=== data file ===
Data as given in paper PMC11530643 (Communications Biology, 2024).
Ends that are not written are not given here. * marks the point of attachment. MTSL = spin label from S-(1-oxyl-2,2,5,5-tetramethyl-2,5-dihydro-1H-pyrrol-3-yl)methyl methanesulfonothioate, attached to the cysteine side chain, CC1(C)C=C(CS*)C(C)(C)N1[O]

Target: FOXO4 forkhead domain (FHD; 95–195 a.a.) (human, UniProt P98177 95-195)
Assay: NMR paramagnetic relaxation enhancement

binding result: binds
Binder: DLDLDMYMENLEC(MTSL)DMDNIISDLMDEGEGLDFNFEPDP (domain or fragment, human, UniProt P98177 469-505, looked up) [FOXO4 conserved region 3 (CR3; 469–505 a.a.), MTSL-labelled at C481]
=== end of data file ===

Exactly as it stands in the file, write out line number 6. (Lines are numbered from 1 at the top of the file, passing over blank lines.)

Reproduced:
Binder: DLDLDMYMENLEC(MTSL)DMDNIISDLMDEGEGLDFNFEPDP (domain or fragment, human, UniProt P98177 469-505, looked up) [FOXO4 conserved region 3 (CR3; 469–505 a.a.), MTSL-labelled at C481]